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Attorney-General (Court Visits)

Volume 940: debated on Monday 28 November 1977

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asked the Attorney-General how many official court visits he has made during the current Session of Parliament.

None. My right hon. and noble Friend the Lord Chancellor has ministerial responsibility for the administration of the courts in England and Wales.

During my right hon. and learned Friend's court visits previously, has he formed any impression about the need for some reform of the law on criminal libel? Is it not absolutely disgraceful that a crook like Roger Gleaves, whose gang was responsible for the exploitation of young people and for the murder of one of my constituents, Billy McPhee, should be allowed out of prison after two years and should manage to persuade a magistrate to imprison three journalists and to lay criminal libel charges against two others whose only crime was that they were responsible for exposing the Gleaves racket in the first place?

Taking the second part of my hon. Friend's supple- mentary question, it appears that the matter is sub judice, so he will not expect me to comment on it. On the more general question, the reform of the libel law is a matter for my right hon. and noble Friend the Lord Chancellor and my right hon. Friend the Home Secretary. On this aspect of it there are conflicting recommendations from the Faulks Committee on defamation and the Royal Commission on the Press, and they are now being considered.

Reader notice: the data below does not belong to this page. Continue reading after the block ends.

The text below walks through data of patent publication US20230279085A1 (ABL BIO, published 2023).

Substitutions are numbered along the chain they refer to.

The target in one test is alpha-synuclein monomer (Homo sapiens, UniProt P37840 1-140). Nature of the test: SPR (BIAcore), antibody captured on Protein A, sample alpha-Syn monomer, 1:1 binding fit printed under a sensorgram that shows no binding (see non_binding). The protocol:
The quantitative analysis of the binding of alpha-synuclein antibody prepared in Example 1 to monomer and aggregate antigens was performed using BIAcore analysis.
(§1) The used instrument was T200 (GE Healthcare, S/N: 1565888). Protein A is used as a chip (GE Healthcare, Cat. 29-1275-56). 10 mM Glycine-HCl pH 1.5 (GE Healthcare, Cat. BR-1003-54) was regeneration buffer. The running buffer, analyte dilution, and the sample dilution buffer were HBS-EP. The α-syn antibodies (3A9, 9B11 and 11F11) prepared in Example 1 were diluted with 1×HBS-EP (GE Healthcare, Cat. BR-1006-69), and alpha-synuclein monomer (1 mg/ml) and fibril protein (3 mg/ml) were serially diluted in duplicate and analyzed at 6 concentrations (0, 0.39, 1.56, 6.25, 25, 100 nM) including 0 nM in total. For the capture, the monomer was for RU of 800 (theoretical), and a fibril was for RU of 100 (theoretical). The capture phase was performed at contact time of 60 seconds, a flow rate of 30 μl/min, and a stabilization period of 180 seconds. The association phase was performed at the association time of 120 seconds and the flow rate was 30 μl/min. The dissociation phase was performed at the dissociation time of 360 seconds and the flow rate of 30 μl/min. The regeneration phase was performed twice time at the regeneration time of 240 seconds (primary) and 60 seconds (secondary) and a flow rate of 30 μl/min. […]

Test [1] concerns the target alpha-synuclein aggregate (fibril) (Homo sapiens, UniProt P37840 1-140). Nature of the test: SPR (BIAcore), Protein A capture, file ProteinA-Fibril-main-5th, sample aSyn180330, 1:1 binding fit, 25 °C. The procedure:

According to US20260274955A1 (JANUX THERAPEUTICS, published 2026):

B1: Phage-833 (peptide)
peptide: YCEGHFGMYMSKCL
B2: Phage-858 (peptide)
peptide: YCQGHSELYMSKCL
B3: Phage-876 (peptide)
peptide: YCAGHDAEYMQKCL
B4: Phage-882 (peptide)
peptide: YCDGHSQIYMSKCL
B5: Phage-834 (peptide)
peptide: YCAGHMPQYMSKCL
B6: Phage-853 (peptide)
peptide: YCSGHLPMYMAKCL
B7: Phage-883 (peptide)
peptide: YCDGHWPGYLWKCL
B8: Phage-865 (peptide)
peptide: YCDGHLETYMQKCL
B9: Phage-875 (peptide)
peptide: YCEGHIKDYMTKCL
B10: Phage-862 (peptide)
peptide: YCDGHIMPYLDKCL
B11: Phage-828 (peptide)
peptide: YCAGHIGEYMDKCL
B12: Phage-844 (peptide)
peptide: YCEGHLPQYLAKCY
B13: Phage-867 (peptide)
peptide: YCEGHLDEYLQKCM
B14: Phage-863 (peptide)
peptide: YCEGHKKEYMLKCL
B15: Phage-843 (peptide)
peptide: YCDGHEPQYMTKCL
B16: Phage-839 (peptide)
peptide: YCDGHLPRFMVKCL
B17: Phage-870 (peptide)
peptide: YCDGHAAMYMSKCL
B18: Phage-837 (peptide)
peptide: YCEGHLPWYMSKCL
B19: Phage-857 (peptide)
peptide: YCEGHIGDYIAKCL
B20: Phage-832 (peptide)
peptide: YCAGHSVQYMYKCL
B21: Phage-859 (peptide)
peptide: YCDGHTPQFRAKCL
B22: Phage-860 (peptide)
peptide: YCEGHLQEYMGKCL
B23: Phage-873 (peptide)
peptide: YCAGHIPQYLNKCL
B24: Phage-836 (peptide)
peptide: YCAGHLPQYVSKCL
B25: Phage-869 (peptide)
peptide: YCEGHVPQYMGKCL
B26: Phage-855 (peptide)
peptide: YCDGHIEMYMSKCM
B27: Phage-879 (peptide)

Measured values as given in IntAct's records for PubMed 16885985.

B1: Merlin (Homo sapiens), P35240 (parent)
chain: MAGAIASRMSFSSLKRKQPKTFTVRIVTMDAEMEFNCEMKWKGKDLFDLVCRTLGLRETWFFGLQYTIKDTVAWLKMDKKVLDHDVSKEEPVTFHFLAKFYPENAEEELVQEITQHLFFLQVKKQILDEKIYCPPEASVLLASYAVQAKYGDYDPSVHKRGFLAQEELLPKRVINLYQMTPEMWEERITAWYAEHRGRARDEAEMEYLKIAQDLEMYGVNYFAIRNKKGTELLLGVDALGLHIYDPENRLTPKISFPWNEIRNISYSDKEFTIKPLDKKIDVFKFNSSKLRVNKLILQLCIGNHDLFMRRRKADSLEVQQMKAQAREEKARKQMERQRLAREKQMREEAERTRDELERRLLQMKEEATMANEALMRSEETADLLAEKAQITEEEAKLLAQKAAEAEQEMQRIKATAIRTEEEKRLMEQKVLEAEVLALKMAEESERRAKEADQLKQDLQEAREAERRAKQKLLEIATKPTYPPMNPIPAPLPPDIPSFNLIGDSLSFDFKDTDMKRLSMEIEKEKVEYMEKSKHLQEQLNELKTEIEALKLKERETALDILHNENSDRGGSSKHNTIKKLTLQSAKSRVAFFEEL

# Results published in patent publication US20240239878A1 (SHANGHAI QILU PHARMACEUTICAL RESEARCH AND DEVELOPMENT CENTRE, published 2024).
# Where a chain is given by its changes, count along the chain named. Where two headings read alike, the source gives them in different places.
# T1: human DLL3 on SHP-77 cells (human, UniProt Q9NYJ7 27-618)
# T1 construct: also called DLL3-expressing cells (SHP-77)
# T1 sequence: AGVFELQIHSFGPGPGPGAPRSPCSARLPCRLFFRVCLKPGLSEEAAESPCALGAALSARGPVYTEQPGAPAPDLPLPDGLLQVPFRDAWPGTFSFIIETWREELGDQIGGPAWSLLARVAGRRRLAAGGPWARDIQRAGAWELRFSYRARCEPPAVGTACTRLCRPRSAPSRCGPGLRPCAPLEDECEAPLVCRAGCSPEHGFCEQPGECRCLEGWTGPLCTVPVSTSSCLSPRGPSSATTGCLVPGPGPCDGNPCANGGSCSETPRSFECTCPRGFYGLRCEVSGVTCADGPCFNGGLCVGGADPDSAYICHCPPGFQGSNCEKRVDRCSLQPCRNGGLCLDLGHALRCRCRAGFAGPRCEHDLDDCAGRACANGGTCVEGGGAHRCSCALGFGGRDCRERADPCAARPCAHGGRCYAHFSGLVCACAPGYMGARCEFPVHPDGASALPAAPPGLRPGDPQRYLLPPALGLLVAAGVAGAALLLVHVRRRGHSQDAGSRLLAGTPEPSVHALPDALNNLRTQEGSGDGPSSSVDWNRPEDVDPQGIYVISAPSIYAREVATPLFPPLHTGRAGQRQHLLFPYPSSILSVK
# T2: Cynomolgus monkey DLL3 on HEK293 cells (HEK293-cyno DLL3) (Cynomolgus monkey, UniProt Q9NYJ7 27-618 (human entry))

Is the right hon. and learned Gentleman aware of the worrying and increasing delays now being experienced in South-East England before cases are brought on for trial? Will he confirm that this is so because not enough courts are available? Is he satisfied with the liaison that currently exists between his Department, the Home Office and the Department of the Environment with regard to the provision of more courts?

My right hon. and noble Friend has this matter very much in mind. It is largely a question of the provision of court accommodation, quite apart from the provision of judicial officers. I know that my right hon. and noble Friend keeps it constantly under review.

When my right hon. and learned Friend is considering the work of the courts, will he consider transferring from the courts to industrial tribunals all claims and disputes about contracts of employment, as provided for in the Employment Protection Act? Is not it ridiculous that, while unfair dismissal cases, including constructive dismissal, which the Court of Appeal has said must now be decided on contractual bases, are dealt with in industrial tribunals, wrongful dismissal cases by the same people must still go to the courts?

I shall see my right hon. and noble Friend is informed of that point of view.